So that knocks out 2/3 of the year. Yes, it looks bleak. But again, since you’re an adult without familial ties, it’s easier to take a vacation in January, September, October and November. Also, the weather these months are wonderful. It’s the tail end of hurricane season and around 90 degrees once September rolls around, but it will only get cooler until next spring.

There are also a couple of considerations for travelling during the low season. The parks are open for shorter hours because of the lower business. And then there’s Extra Magic Hours. The parks all open earlier or stay open later for guests of the Disney World resorts on a rotating schedule. Whichever park is the Extra Magic Hours park will be the busiest park that day.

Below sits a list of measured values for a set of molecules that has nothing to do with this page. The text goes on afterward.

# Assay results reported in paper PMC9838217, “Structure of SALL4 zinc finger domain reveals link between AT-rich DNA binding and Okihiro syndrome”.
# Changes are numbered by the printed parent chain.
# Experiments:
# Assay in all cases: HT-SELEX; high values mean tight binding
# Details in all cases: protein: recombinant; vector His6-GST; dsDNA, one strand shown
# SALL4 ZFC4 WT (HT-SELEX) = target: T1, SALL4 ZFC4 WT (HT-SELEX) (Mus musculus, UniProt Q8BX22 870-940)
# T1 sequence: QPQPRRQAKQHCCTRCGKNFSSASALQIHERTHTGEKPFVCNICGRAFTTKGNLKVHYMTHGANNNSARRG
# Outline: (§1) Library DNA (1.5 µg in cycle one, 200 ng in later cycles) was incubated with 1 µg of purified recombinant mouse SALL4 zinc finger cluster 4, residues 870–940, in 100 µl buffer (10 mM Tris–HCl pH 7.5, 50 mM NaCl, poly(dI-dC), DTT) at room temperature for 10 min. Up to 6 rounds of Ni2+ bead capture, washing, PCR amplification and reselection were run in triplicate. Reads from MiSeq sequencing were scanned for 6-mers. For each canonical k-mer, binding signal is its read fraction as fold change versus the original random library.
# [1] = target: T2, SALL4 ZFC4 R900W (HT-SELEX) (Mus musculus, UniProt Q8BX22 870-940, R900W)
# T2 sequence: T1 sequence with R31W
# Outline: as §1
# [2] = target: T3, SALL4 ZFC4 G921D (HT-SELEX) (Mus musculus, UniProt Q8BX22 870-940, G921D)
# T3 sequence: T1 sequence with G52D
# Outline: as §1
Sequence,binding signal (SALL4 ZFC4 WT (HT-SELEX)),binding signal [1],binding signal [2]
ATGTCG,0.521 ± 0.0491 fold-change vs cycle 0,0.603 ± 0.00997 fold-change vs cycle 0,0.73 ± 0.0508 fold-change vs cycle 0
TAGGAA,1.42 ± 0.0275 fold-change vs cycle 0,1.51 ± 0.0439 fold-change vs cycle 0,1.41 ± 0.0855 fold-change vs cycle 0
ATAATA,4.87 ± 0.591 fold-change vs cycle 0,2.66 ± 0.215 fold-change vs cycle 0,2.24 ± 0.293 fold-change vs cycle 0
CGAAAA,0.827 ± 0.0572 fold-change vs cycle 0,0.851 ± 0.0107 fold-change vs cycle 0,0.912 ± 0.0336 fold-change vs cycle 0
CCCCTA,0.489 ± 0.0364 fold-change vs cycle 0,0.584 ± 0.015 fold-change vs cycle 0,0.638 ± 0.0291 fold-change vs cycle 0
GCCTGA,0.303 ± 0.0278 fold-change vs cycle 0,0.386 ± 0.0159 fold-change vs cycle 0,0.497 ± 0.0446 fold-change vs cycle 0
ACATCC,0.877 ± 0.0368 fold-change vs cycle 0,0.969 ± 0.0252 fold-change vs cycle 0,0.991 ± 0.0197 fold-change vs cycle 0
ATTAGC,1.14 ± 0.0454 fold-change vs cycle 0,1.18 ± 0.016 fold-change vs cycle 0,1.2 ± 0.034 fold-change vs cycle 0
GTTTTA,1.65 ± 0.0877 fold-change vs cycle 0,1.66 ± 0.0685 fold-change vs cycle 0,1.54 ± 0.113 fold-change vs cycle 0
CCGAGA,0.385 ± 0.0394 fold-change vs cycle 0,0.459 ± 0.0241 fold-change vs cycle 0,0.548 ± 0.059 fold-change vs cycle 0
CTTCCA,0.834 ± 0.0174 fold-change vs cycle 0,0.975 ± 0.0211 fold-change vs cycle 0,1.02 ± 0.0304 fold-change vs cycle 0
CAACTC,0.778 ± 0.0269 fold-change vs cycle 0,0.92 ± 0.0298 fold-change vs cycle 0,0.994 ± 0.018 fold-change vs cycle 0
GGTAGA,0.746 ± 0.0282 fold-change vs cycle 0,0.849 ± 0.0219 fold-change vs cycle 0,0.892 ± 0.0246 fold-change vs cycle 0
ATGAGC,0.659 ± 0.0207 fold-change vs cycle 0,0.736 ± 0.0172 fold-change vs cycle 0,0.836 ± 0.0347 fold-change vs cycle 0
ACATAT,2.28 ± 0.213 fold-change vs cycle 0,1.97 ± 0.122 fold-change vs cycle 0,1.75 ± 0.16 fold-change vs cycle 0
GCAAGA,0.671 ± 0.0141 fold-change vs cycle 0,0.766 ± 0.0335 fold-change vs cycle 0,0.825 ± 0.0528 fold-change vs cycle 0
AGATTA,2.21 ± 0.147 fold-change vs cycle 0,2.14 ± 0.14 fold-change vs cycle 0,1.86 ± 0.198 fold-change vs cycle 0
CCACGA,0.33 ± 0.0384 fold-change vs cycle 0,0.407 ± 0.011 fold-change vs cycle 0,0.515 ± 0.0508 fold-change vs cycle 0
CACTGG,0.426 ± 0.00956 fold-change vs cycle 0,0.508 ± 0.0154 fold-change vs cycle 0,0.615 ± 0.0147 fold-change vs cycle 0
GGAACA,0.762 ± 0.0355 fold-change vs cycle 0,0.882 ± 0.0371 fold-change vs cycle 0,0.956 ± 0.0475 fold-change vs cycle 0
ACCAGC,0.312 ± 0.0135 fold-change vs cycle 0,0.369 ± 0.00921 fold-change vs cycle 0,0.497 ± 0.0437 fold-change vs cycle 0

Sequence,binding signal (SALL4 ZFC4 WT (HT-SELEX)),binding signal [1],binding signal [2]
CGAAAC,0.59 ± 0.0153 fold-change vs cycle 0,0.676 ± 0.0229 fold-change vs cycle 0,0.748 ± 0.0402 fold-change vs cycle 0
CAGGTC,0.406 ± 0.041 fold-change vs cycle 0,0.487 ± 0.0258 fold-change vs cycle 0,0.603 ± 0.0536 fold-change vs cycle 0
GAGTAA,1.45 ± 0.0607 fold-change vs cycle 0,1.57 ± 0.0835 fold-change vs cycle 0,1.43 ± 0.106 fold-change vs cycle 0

Now, there’s a whole other set of considerations when looking into a place to stay. The cost of a hotel is something you’re unable to avoid unless you live in the greater Orlando area. But with it being such a tourist hot-spot, you have loads of options. You can stay at one of the many resorts on Disney property or somewhere off-site. The last couple of times I was there I was there with family, so we used our timeshare to get a condo on the Marriott World Center property just on the other side of I-4 from Disney World. Not everyone has that luxury, but if you can swing it, it’s a really nice way to stay in the Orlando area. You basically have an apartment, so you can cook for yourself and not spend so much money on food in the parks. We had breakfast before we left and then a late dinner when we got home at night, then lunch and a snack at the parks.